Electricity is the kind of power we love when it's working and hate when we're having problems with it. Understanding some basics about electricity and homes can help you, whether you're checking out a home to buy or getting ready to put your home on the market.
I spent some time with David Zedaker, owner of Zed Electric, getting current on a few basic electric areas to check out in your home.
Check out the electrical panel. It's a good idea to explore a home's electrical panel. Here you can discover just how much oomph the home has.
"Typically a 50 or 60 amp electrical service was all that older houses needed and today's standards call for a minimum of 100 amps and, depending on the size of the home or the amount of electrical appliances installed, a 200 amp would be advisable," says David Zedaker owner of Zed Electric.
He says a good rule of thumb to apply to determine if you need a 100 or 200 amp service is to consider the size of the home; if it's 3,000 square feet or larger, a 200 amp service is an absolute necessity. "A 100 amp service can only support up to two large electrical appliances [such as] electrical water heaters, whole-house air conditioners, electric stoves, electric cook tops and ovens, electric dryers, and portable electric spas," says Zedaker.
Here's how you can check on the amps. "As you open the circuit breaker panel where the electrical meter is located, there will be a number of black switches inside known as circuit breakers and one of those will be larger than the others and it's known as a main disconnect. That main disconnect will have numbers on the side of it or on the face of it displaying the rating of that electrical service," says Zedaker.
Get grounded. "Many homes built before the sixties feature a two-wire system -- an ungrounded wiring system with two-prong outlets. That is still acceptable by the code today as many of our devices that we plug in have a two-prong cord anyway -- things like table lamps, floor lamps, clock radios, television sets, and those sorts of things. However, many new devices like computers or large kitchen appliances and laundry appliances require a grounded plug or a three-prong plug and that would then require a third-wire in the [electrical] system," explains Zedaker.
He says that many homeowners will attempt to change the outlet by simply changing the faceplate of the electrical outlet from two prongs to three prongs without actually having it rewired properly. "That in fact creates an even bigger problem because then you have a false sense of security with a three-prong outlet in the wall that really in truth is not grounded," says Zedaker.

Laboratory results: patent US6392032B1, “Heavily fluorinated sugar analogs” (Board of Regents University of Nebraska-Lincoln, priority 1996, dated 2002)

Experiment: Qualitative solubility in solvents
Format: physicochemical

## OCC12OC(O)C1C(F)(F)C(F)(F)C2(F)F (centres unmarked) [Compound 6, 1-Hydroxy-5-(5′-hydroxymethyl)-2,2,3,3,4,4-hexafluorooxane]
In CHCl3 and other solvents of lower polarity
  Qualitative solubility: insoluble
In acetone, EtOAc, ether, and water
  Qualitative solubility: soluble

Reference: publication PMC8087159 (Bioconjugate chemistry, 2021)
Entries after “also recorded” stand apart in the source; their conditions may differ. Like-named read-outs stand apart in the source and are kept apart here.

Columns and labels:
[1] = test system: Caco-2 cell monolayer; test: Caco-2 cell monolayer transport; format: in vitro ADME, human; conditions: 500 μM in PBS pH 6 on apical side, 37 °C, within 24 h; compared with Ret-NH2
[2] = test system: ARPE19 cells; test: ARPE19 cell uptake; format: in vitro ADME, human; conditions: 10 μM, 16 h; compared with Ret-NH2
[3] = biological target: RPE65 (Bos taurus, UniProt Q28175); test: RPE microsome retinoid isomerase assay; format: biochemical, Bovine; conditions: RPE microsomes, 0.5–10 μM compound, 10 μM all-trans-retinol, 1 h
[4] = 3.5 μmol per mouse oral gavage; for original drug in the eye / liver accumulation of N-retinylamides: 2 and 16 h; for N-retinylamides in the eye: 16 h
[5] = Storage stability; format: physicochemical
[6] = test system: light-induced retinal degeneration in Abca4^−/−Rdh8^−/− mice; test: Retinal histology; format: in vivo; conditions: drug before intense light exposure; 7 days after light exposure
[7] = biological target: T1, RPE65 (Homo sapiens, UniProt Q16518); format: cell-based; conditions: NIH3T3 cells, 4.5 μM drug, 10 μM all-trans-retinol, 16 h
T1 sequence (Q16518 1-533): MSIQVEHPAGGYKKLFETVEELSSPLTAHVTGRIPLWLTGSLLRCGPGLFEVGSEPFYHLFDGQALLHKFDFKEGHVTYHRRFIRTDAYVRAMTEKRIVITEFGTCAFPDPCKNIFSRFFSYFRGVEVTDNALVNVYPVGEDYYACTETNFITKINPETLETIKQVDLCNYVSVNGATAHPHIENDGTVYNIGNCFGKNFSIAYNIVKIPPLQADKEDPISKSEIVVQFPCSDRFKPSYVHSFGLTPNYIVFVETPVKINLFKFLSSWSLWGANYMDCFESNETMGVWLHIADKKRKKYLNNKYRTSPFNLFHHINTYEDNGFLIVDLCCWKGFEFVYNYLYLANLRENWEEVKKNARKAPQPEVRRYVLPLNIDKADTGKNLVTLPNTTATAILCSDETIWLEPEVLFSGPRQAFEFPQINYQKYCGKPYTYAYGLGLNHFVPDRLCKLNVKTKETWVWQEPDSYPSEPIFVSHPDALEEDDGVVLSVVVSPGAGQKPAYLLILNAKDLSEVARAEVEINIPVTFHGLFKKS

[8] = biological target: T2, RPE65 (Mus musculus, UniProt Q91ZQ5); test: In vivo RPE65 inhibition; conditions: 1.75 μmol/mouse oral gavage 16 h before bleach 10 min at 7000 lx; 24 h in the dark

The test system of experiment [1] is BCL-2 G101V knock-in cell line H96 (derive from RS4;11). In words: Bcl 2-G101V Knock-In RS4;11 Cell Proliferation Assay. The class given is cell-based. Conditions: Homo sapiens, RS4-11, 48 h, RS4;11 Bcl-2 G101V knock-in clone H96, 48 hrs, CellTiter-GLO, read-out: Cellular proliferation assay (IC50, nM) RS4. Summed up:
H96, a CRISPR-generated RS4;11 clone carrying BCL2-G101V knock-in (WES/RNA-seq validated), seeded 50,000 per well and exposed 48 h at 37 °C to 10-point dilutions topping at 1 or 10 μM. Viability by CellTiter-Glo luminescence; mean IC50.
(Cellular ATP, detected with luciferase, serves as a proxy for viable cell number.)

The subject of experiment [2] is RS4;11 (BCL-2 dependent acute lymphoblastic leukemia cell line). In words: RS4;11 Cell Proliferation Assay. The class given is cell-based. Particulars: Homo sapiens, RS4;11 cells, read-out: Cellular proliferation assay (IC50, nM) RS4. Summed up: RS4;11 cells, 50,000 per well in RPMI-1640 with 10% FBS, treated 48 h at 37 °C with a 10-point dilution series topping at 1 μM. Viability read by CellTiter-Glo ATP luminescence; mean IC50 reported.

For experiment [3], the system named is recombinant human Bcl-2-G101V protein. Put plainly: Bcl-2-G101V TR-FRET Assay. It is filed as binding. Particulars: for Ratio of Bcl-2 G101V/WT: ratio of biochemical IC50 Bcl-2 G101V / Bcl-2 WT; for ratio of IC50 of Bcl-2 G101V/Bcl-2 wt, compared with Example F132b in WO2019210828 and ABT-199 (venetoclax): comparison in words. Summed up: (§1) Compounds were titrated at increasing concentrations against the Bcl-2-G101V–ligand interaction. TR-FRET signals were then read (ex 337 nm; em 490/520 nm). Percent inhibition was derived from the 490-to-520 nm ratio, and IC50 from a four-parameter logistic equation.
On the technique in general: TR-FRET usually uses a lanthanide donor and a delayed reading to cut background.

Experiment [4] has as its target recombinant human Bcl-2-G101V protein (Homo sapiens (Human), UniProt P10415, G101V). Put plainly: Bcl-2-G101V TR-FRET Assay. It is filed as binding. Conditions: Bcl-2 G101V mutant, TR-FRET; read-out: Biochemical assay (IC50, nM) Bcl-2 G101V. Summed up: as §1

You can check to see if the outlet is properly grounded by using a very inexpensive outlet polarity tester. "It cost about $3.50 at your hardware store. You can plug it into an outlet and it will tell you by a series of illuminated lamps on the front whether or not the outlet is properly grounded or if it has what we call a 'reverse polarity' where the wires are actually switched backwards," says Zedaker.
Look for damaged outlets and exposed wiring. See if you spot damaged outlets, worn or loose switches, or unprotected or exposed wiring. "Under the eaves of a new home, [or a home that's on the market], or in the garage area, you can see a lot of 'weekend warrior' type wiring -- if it's exposed then it hasn't been installed properly and it's subject to damage that way," says Zedaker.
Check for ground fault interrupt (GFI) protection. "GFI outlets can be installed very quickly by a licensed electrician in bathrooms, kitchens, garages, and the home's exterior," says Zedaker. He says this upgrade is inexpensive but important for safety reasons.
The GFI outlet has two push buttons in it. "This outlet senses a shock hazard. Say, for instance, you go to pick up your hairdryer and your hands are wet or slightly damp, this device senses that shock potential and shuts the outlet off before the circuit breaker could trip," says Zedaker.
Electrician certification. Finally, if you find you need work done, don't just hire anyone or you may run the risk of getting a shoddy job.
Many states are now requiring that electricians be certified. Zedaker says it's important for consumers to ask to see the electrician's certification. "Most certified electricians are required to carry a card in their wallet," says Zedaker.